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Altered phobic reactions in frontotemporal dementia: A behavioural and neuroanatomical analysis

  • Jimenez, Daniel A.1, 2
  • Bond, Rebecca L.1
  • Requena-Komuro, Mai-Carmen1
  • Sivasathiaseelan, Harri1
  • Marshall, Charles R.1, 3
  • Russell, Lucy L.1
  • Greaves, Caroline1
  • Moore, Katrina M.1
  • Woollacott, Ione OC.1
  • Shafei, Rachelle1
  • Hardy, Chris JD.1
  • Rohrer, Jonathan D.1
  • Warren, Jason D.1
  • 1 Dementia Research Centre, UCL Queen Square Institute of Neurology, University College London, London, United Kingdom
  • 2 Department of Neurological Sciences, Faculty of Medicine, University of Chile, Santiago, Chile
  • 3 Preventive Neurology Unit, Wolfson Institute of Preventive Medicine, Queen Mary University of London, London, United Kingdom
Published Article
Cortex; a Journal Devoted to the Study of the Nervous System and Behavior
Publication Date
Sep 01, 2020
DOI: 10.1016/j.cortex.2020.05.016
PMID: 32650059
PMCID: PMC7447974
PubMed Central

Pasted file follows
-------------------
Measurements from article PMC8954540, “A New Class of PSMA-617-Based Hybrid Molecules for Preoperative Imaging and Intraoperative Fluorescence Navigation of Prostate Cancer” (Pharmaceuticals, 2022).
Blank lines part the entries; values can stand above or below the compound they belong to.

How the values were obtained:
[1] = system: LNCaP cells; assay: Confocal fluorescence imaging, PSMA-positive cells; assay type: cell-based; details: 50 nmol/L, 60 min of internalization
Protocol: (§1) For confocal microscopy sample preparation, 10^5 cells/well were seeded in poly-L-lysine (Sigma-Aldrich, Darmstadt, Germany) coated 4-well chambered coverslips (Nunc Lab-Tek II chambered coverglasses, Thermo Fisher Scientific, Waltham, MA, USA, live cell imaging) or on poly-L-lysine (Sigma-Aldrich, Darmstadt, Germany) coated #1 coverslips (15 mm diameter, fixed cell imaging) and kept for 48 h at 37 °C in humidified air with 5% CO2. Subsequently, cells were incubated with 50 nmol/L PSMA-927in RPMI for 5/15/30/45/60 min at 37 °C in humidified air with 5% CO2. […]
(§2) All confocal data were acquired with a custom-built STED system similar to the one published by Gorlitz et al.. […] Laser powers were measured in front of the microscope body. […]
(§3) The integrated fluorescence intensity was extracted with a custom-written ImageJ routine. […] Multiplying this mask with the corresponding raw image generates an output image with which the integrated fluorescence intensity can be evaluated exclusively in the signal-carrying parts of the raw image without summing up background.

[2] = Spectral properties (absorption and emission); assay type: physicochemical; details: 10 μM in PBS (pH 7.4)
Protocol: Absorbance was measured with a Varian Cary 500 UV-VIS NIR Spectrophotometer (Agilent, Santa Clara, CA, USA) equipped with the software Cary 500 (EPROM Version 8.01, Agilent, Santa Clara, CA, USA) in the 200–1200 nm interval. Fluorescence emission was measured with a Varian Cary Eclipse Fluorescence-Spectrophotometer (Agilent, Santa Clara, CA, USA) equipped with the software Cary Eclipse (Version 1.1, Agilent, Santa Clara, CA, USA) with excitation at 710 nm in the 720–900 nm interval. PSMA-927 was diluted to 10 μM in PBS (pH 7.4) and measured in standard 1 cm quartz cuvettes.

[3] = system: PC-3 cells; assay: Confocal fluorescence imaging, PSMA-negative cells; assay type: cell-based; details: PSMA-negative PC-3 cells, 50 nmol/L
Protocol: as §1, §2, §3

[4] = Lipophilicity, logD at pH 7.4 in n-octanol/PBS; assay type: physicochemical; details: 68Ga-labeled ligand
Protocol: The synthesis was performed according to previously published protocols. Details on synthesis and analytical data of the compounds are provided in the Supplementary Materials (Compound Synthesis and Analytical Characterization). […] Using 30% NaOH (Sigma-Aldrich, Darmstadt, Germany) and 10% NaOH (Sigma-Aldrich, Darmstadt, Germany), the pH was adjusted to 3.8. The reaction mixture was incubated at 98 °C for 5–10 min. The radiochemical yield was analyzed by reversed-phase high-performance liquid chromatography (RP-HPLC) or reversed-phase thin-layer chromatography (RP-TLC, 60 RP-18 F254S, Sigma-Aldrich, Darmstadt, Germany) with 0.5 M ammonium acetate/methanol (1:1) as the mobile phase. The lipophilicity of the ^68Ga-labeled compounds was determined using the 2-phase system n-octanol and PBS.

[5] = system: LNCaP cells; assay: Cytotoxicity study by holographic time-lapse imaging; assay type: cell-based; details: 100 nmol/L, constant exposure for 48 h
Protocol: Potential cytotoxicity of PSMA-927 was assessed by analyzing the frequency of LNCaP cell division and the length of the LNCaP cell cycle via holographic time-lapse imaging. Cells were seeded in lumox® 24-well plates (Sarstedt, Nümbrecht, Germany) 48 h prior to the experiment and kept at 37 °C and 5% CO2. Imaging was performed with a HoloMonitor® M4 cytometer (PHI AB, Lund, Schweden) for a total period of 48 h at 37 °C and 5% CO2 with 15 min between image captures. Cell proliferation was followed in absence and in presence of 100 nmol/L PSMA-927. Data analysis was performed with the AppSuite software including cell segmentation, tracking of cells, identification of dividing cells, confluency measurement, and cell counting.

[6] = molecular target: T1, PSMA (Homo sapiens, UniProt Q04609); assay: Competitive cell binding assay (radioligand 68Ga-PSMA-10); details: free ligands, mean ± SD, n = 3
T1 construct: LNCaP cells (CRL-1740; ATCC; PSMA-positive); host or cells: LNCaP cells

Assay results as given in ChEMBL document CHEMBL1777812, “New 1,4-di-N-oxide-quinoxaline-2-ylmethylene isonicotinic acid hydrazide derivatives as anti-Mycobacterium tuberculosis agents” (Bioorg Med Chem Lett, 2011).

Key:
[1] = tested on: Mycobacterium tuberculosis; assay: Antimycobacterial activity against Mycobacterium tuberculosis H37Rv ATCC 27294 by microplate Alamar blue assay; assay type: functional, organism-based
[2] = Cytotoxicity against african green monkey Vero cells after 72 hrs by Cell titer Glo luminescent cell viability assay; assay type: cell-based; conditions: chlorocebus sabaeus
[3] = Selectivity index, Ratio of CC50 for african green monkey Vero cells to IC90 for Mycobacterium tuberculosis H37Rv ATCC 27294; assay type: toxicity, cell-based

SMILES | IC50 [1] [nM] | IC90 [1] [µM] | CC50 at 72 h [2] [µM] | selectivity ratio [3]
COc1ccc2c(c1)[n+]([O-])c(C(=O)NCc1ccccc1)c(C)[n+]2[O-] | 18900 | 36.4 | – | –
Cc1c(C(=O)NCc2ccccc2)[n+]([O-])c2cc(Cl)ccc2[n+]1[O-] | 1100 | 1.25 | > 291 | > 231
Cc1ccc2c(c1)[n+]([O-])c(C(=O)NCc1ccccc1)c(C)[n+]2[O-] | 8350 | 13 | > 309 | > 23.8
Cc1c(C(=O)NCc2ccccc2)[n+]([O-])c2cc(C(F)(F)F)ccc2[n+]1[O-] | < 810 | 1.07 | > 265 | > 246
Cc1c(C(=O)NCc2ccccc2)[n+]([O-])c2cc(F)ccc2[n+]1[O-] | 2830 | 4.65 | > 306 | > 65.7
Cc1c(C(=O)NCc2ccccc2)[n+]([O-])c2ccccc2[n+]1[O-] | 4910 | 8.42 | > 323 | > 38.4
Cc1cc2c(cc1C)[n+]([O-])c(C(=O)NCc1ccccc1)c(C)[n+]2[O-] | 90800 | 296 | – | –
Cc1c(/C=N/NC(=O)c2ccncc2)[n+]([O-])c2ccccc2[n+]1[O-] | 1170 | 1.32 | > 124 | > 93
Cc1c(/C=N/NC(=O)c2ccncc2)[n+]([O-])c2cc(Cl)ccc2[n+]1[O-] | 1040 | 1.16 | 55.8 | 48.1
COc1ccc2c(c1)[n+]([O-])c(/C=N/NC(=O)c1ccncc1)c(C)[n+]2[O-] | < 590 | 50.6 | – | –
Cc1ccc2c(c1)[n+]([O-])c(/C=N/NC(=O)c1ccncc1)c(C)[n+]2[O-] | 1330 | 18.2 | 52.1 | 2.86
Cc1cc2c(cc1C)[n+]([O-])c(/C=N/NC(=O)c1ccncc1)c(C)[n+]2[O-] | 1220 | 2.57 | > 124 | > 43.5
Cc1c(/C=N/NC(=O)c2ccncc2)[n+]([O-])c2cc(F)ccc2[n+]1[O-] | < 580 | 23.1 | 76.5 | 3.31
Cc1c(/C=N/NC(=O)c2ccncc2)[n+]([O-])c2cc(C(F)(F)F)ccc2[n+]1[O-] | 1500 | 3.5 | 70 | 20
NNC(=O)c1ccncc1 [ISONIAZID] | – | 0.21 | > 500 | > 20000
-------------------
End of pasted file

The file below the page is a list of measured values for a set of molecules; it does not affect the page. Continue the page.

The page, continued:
Introduction Abnormal behavioural and physiological reactivity to emotional stimuli is a hallmark of frontotemporal dementia (FTD), particularly the behavioural variant (bvFTD). As part of this repertoire, altered phobic responses have been reported in some patients with FTD but are poorly characterised. Methods We collected data (based on caregiver reports) concerning the prevalence and nature of any behavioural changes related to specific phobias in a cohort of patients representing canonical syndromes of FTD and Alzheimer's disease (AD), relative to healthy older controls. Neuroanatomical correlates of altered phobic reactivity were assessed using voxel-based morphometry. Results 46 patients with bvFTD, 20 with semantic variant primary progressive aphasia, 25 with non-fluent variant primary progressive aphasia, 29 with AD and 55 healthy age-matched individuals participated. Changes in specific phobia were significantly more prevalent in the combined FTD cohort (15.4% of cases) and in the bvFTD group (17.4%) compared both to healthy controls (3.6%) and patients with AD (3.5%). Attenuation of phobic reactivity was reported for individuals in all participant groups, however new phobias developed only in the FTD cohort. Altered phobic reactivity was significantly associated with relative preservation of grey matter in left posterior middle temporal gyrus, right temporo-occipital junction and right anterior cingulate gyrus, brain regions previously implicated in contextual decoding, salience processing and reward valuation. Conclusion Altered phobic reactivity is a relatively common issue in patients with FTD, particularly bvFTD. This novel paradigm of strong fear experience has broad implications: clinically, for diagnosis and patient well-being; and neurobiologically, for our understanding of the pathophysiology of aversive sensory signal processing in FTD and the neural mechanisms of fear more generally.

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